Conjure Up a Halloween Playlist With These Horror-Themed Hip-Hop Tracks
A flashback to the old school’s horrorcore infatuation.
While Christmas music seems to dominate the entire month of December, Halloween has yet to be given the same attention. For years, come Halloween, supermarkets and radio stations have played the same old stuff ad nauseum — cue “Monster Mash.”
Hip-hop, however, has been engrossed with horror, going so far as to dedicate a subgenre to music that sounds like it was designed to be streamed during the spooky season. Branching out from gangsta rap, the oft-forgotten horrorcore uses the supernatural as a metaphor for real-life themes of violence, drug abuse and death. Though not all horrorcore songs are that bleak, they’re usually darkly transgressive, and their influence has permeated throughout rappers old and new.
The 1980s old-school wave, for instance, often pulled from horrorcore when sampling the scores of famous Halloween slasher films. And artists who have emerged just over the past few decades — like Eminem and Tyler, the Creator — have woven elements of the subgenre into their lyrics. In other words, horrorcore doesn’t merely live on but continues to thrive and evolve.
From Three 6 Mafia to Flatbush Zombies, HYPEBEAST has rounded up some hip-hop’s most gruesome tracks to stream this Halloweekend.
Gravediggaz – “Diary of a Madman”
The joint project of Prince Paul, RZA, Frukwan and Poetic, Gravediggaz’s debut album 6 Feet Deep went on to cement the group as a horrorcore authority and popularize the subgenre in the wider hip-hop industry. The LP’s lead single “Diary of a Madman” is set in a courtroom, where a man possessed by an evil spirit confesses to murder.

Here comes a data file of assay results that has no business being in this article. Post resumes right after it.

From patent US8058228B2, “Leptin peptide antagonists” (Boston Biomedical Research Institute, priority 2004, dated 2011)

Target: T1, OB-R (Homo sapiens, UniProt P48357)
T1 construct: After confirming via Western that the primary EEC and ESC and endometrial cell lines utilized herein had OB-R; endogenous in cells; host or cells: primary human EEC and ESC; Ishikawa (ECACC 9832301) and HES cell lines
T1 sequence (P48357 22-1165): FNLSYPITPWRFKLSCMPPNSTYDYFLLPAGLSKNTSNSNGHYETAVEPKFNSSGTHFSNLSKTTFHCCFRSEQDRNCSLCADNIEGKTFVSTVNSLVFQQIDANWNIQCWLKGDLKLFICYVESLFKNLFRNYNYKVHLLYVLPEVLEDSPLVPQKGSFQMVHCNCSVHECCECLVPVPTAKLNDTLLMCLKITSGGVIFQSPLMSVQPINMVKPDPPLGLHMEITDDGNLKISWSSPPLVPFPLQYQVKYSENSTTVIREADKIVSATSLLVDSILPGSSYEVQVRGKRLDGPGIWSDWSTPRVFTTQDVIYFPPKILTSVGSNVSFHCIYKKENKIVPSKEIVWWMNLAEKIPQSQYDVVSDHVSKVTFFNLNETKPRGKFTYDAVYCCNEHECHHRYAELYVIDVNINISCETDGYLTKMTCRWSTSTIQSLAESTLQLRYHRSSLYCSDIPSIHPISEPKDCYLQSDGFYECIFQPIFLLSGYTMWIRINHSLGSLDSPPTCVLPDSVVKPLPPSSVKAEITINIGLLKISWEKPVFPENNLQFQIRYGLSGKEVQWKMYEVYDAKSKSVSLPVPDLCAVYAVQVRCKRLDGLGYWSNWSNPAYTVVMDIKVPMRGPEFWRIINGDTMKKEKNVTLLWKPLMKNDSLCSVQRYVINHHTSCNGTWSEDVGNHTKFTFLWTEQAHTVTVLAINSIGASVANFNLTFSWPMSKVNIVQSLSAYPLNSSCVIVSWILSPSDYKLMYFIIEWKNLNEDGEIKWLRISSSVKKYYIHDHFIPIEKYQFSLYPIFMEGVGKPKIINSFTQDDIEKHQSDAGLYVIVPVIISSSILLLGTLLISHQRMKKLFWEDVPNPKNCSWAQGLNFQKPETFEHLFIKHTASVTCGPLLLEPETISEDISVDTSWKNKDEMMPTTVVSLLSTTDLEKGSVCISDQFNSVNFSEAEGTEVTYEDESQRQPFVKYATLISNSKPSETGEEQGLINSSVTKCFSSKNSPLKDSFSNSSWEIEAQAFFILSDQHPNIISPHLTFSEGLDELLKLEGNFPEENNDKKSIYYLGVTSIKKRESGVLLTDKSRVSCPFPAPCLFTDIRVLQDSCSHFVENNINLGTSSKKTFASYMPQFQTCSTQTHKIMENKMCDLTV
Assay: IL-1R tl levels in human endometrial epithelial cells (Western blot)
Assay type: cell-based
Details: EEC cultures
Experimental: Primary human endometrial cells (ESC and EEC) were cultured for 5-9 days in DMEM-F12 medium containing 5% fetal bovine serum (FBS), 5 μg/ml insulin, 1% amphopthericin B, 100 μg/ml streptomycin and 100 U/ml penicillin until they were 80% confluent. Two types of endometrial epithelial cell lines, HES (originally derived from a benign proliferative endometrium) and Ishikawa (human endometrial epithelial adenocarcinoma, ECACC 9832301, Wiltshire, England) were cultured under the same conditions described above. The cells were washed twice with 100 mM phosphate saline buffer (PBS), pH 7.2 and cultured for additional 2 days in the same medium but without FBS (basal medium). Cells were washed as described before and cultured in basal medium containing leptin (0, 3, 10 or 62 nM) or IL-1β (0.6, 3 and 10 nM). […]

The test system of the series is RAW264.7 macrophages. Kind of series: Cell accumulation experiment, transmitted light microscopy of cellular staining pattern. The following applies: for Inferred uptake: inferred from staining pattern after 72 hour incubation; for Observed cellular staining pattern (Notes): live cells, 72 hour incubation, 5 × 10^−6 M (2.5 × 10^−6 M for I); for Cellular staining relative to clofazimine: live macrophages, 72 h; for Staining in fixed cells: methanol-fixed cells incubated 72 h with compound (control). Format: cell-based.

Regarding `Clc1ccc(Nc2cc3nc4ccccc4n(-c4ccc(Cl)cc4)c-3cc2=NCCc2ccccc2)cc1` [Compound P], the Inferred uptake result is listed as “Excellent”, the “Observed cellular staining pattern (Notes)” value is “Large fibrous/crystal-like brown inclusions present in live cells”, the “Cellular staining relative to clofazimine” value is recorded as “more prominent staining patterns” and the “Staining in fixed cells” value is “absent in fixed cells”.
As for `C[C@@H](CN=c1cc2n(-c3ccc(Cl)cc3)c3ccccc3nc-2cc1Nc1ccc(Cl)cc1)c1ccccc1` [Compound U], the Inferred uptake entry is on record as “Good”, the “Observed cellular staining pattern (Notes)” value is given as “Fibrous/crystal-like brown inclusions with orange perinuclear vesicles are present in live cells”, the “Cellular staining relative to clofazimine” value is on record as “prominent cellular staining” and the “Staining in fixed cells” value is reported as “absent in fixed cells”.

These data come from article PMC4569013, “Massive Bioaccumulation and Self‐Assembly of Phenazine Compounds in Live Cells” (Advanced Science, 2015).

Dr. Dre x Hittman x Ms. Roc – “Murder Ink”
While recording his own spooky single, Dr. Dre looked back to one of the most famous Halloween movies of all time: the 1978 slasher Halloween. The film made famous the character of escaped serial killer Michael Myers, and went on to accrue a cult following and spawn a franchise of 13 movies, the latest of which, Halloween Ends, premiered just earlier this month. Halloween director John Carpenter created a theme song specially to embody the energy of the film, which Dre sampled two decades later on 1999’s “Murder Ink.”
Flatbush Zombies – “Death”
What would you do if zombies came for you? After posing the question, Flatbush Zombies says they would “murder, murder, murder, kill, kill, kill,” chanting their plan for the world’s demise in thee aptly-titled song, “Death.” The Brooklyn hip-hop trio — at the time, in 2010, composed of Meechy Darko, Zombie Juice and Erick Arc Elliott — uses zombie invasion as a metaphor for depression, corruption and the struggle to survive amid one’s own mental turmoil.
Outkast x Kelis – “Dracula’s Wedding”
On “Dracula’s Wedding,” André 3000 takes on the role of the titular vampire, while Kelis assumes the part of his presumably human love interest. Although Dracula is in love with the mysterious woman, he’s afraid of her hurting him. Kelis’ woman character, meanwhile, attempts to convince Dracula that she’s genuine and thus shouldn’t be equated to “the sun” or a “gun with silver bullets.”